The past two seasons have seen the Lions emerge as the success story of South African rugby.
In a dreadful 2016 season which saw arguably the worst year in Springbok history, the Lions proved a shining light when they made the Super Rugby final.
They have continued their impressive run in 2017 and look a good bet to at least replicate last year’s heroics.
As such, there had been calls for Bok coach Allister Coetzee to “load his team with Lions” for the upcoming three-Test series against France.
Coetzee obliged, picking 10 Lions in his squad (Lionel Mapoe was later added) for what surely must be a “last-chance-saloon” series for the embattled Bok mentor.
Warren Whiteley has been rewarded with the captaincy, while heaps of praise have been bestowed upon many of his team-mates.
Elton Jantjies is back on top form and looks set to start at pivot against the French, while his halfback partner at the Lions, Ross Cronje, looks likely to make his Test debut after a stellar Super Rugby season which saw him take the spot of Faf de Klerk - who was heroic at times in 2016.
Players like Mapoe, Jaco Kriel, Malcolm Marx, Franco Mostert and Courtnall Skosan have caught the eye of many a rugby writer in recent times, but another Lion who has perhaps gone a bit unnoticed in the public eye is fullback Andries Coetzee.
Luckily for Coetzee, his performances caught the eye of the national selectors and the Lions’ “unsung hero” should make his international debut at Loftus Versfeld next Saturday.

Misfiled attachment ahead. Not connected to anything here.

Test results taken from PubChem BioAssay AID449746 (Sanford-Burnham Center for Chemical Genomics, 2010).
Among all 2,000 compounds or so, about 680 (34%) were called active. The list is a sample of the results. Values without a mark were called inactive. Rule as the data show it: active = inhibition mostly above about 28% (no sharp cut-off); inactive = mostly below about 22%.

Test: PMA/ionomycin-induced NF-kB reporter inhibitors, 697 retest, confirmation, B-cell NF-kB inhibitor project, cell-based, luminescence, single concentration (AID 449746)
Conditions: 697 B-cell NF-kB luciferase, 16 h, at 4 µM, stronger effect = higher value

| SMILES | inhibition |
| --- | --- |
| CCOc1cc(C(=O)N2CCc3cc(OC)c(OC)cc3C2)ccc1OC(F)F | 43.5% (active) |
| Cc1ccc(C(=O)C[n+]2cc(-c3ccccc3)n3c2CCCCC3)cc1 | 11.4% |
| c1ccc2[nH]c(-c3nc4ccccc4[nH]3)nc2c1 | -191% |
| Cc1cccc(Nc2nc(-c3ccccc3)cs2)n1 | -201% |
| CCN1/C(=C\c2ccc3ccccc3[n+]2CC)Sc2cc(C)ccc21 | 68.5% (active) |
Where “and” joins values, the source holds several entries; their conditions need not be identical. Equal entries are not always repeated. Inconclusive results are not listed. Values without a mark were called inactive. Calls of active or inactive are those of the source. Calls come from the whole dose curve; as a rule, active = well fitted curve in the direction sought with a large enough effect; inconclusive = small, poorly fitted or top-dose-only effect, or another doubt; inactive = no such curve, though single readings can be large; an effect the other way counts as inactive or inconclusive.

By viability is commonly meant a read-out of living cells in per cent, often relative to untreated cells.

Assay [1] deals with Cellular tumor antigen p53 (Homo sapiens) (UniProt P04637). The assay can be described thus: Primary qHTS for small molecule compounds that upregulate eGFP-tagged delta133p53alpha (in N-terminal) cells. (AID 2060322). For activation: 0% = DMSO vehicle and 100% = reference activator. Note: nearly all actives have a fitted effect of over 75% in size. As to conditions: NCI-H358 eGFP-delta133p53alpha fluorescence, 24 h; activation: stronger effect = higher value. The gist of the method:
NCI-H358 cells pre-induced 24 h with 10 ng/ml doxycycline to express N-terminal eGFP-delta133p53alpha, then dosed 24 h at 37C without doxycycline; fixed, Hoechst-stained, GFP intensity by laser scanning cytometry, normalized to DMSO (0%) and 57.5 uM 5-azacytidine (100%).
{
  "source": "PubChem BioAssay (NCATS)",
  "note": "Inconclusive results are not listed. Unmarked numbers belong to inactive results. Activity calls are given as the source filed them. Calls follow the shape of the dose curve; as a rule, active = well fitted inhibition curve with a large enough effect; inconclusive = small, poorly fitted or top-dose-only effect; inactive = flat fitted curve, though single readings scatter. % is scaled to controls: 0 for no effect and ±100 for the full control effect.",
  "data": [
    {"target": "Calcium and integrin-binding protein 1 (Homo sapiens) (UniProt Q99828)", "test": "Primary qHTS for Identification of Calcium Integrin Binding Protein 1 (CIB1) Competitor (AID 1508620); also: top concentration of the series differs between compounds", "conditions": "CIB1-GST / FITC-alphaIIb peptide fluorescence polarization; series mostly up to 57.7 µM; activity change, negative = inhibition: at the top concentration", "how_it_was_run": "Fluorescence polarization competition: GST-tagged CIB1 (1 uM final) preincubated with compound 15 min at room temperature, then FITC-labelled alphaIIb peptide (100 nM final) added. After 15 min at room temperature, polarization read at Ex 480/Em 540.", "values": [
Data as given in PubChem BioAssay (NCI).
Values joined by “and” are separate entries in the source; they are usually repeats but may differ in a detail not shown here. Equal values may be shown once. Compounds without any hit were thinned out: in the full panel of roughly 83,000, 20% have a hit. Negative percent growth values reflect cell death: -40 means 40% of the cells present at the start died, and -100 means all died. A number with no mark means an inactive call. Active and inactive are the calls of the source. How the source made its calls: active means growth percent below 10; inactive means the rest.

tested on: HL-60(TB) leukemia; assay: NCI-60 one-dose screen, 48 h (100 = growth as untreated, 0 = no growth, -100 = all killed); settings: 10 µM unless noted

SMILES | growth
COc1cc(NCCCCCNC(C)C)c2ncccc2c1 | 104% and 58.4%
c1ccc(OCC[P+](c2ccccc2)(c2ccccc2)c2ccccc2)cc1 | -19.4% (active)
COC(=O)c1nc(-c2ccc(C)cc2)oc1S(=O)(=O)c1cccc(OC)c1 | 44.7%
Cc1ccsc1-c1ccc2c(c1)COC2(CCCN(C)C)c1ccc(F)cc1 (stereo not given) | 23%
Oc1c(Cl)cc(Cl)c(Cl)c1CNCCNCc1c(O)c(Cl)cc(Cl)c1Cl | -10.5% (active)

In my view, Coetzee has been a key cog in the Lions’ armoury over the past few seasons and his national call-up was just reward.
He displays key attributes of what is required from a top-level fullback.
Apart from possessing a prodigious boot and being sound under the high ball, his counter-attacking from the back has been a real standout.
Coetzee, who is known to his team-mates as “Boeboes”, is an unpredictable player and creates the impression that he has lots of time on the ball - often a hallmark of a good player.
Statistics derived from SANZAAR’s official website also highlight Coetzee’s attacking prowess in Super Rugby this year.
He is fifth on the list for most defenders beaten (42), cracks the top 10 in the ball carries category (132 carries) and has gained the third most metres on attack with 956m, trailing only the Crusaders’ David Havili (1 074m) and the Chiefs’ Damian McKenzie (1 115m).
Coetzee was the only specialist fullback picked in the Bok squad and unless his namesake surprises by opting for a Jesse Kriel or a Dillyn Leyds, the Lions No 15 should get an extended run against the French.
He can bring stability at the back - something that was lacking during last year’s tumultuous Springbok campaign which saw all of Kiel, Willie le Roux, Pat Lambie and Johan Goosen tried at fullback.
With Goosen retired, Le Roux seemingly in the international wilderness after an error-prone 2016 and Lambie’s injury concerns, Coetzee will see the France series as the perfect opportunity to make the Springbok No 15 jersey his own...
Given the options available in the squad, I picked my Springbok starting XV for the first Test against France:
15 Andries Coetzee, 14 Dillyn Leyds, 13 Lionel Mapoe, 12 Frans Steyn, 11 Courtnall Skosan, 10 Elton Jantjies, 9 Francois Hougaard, 8 Warren Whiteley (captain), 7 Siya Kolisi, 6 Jaco Kriel, 5 Franco Mostert, 4 Eben Etzebeth, 3 Ruan Dreyer, 2 Malcolm Marx, 1 Steven Kitshoff
Note: With Duane Vermeulen only arriving four days before the first Test, I would not include him in the starting team.
Herman Mostert works at Sport24, is a struggling golfer and enjoys tennis...
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